People are surprisingly adept at assessing sexual orientation from headshots. Five-year-olds can predict election outcomes based on photos of the candidates. We can even guess whether a face belongs to a Democrat or a Republican at a rate better than chance, according to a forthcoming study out of Princeton.From Can you tell if a man is dangerous just by looking at his face? - Slate Magazine.
Now some of the "new physiognomists" are resurrecting an old claim: that you can gauge a man's penchant for aggression by the cut of his jib. Last fall University of California-Santa Barbara psychologist Aaron Sell reported that college students could accurately estimate the upper body strength of unfamiliar men after viewing their faces alone. (The men's necks were obscured.) The students did equally well with fellow undergraduates and men from South American indigenous groups—all of whom had had their strength measured using gym equipment. Interestingly, the toughest-looking undergrads also reported getting in the most fights. Another study by Sell suggests that such formidable men are more prone to use violence—or advocate military action—to resolve conflicts.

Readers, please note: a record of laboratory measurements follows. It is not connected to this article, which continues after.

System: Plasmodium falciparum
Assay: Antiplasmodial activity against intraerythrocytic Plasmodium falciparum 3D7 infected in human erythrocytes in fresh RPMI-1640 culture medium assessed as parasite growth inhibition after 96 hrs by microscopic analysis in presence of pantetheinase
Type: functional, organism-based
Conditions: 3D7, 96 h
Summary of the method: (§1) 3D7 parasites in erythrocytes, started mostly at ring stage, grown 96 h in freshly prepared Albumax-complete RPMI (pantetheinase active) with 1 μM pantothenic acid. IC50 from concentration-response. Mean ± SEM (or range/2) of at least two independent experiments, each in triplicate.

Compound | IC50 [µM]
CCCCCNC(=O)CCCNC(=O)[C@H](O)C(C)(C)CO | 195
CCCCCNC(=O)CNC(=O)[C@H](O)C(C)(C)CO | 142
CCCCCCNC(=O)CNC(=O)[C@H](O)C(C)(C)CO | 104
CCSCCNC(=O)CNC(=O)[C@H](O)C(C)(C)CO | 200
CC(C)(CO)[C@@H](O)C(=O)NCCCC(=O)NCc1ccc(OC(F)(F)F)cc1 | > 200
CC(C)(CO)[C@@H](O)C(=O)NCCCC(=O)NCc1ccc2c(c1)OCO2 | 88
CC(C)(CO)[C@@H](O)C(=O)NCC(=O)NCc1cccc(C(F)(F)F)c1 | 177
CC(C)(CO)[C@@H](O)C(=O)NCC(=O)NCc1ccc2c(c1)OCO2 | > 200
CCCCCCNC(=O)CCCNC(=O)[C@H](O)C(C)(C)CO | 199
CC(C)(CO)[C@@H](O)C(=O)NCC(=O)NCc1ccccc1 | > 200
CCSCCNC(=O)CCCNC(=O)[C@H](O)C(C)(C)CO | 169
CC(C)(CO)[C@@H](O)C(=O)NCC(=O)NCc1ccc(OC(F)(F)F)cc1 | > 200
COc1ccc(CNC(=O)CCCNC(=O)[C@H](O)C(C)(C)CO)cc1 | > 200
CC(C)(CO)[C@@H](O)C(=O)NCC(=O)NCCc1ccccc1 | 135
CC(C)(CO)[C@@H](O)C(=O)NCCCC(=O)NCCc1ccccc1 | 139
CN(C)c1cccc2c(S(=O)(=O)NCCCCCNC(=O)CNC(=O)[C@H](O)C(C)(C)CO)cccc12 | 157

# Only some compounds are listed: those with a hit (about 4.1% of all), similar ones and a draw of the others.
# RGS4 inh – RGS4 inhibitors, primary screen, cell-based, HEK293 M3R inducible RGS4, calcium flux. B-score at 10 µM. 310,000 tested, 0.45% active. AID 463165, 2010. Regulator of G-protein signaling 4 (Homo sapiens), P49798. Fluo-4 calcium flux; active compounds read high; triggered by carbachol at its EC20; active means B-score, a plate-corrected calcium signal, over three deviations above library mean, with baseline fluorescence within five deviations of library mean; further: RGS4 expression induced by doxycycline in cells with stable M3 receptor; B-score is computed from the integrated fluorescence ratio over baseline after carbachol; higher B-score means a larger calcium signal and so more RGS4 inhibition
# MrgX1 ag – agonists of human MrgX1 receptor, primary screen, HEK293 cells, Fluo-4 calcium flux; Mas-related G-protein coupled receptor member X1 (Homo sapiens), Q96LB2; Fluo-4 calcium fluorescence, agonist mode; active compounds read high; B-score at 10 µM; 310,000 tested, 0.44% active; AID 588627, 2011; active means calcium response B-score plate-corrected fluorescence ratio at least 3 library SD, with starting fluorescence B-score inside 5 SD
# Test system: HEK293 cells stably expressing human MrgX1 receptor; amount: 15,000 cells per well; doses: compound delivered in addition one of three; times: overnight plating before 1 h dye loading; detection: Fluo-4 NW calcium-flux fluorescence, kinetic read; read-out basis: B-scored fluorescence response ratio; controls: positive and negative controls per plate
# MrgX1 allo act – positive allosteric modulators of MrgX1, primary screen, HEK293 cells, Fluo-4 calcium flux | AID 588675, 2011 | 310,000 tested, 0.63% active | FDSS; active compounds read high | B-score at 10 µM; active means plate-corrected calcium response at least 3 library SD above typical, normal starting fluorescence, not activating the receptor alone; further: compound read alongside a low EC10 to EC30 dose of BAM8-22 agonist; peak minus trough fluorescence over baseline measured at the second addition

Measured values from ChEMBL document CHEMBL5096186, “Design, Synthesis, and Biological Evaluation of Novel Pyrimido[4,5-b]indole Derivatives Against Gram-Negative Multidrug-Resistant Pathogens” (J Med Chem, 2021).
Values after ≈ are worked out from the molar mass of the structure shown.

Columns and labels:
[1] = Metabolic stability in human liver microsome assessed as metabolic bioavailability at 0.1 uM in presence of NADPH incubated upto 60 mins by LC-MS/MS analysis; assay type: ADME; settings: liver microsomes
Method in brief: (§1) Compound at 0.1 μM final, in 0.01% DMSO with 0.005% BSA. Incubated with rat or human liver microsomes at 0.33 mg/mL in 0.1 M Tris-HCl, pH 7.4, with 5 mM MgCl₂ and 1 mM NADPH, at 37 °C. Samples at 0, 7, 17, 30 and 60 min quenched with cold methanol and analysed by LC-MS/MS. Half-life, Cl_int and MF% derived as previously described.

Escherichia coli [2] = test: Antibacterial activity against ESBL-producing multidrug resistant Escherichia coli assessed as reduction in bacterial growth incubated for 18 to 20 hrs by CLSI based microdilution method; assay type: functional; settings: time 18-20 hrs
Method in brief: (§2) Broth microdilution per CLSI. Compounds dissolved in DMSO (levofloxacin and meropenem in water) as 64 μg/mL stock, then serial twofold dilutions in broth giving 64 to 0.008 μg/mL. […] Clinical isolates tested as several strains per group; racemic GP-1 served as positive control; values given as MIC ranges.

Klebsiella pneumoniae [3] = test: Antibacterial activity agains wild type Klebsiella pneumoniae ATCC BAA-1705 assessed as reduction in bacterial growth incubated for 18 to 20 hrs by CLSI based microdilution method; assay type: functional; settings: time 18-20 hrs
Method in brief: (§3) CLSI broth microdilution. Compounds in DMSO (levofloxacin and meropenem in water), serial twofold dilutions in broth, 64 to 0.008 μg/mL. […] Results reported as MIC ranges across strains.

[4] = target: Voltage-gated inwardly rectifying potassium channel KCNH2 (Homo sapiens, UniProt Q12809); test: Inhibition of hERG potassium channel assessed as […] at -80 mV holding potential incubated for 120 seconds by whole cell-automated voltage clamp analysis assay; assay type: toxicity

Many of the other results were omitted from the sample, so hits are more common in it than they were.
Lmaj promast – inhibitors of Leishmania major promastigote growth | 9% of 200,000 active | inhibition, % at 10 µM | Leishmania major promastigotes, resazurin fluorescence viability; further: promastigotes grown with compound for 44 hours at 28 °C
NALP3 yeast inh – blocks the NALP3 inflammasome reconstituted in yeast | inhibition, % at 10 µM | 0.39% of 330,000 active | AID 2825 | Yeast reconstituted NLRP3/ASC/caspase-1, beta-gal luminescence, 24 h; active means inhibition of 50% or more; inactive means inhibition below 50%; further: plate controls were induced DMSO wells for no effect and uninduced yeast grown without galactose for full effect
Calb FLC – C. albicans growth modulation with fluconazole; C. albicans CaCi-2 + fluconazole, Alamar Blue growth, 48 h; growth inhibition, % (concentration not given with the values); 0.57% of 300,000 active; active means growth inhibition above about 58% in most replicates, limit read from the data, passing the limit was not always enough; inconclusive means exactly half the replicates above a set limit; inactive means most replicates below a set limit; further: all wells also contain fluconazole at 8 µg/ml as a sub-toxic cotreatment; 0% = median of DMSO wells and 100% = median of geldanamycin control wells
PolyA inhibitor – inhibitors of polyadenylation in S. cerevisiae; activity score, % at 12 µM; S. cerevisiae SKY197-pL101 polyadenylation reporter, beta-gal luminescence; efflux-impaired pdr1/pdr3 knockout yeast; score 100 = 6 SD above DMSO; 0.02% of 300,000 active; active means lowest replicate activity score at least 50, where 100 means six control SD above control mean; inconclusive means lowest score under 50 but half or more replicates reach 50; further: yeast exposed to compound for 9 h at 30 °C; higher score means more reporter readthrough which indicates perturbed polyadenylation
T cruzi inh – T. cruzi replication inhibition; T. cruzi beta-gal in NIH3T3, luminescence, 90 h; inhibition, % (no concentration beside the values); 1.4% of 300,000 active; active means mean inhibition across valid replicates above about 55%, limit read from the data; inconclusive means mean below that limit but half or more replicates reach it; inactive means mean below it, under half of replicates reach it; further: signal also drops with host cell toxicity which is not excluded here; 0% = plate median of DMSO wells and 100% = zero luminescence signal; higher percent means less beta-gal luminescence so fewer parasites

Many animals employ similar systems. Male orangutans grow fatty cheek pads that reflect group status. Lions with long, dark manes tend to rule the pride. From an evolutionary perspective, these advertisements may be a convenient way of saying, "Hey bro—btw, I can kick your ass" without having to go through the risk of combat.
So which features might hint at belligerence? Sell suspects the brow ridge and jaw, two structures that are shaped by testosterone in puberty. (High testosterone has been linked with masculine looks as well as with aggression.) Other scientists propose a different measure: the width-to-height ratio of the face, as measured from cheek to cheek and lip to brow. Last year, a team of Canadian psychologists showed that men with wider faces (think Ernie) score higher in lab tests of aggression than slender-faced men (think Bert). They also found that wide-faced hockey players rack up more penalty minutes. Now, two studies in Psychological Science—one from August and another forthcoming—reinforce the notion that stout-faced men appear tougher and are more likely to behave in aggressive and untrustworthy ways.
Hat tip to Barking up the wrong tree.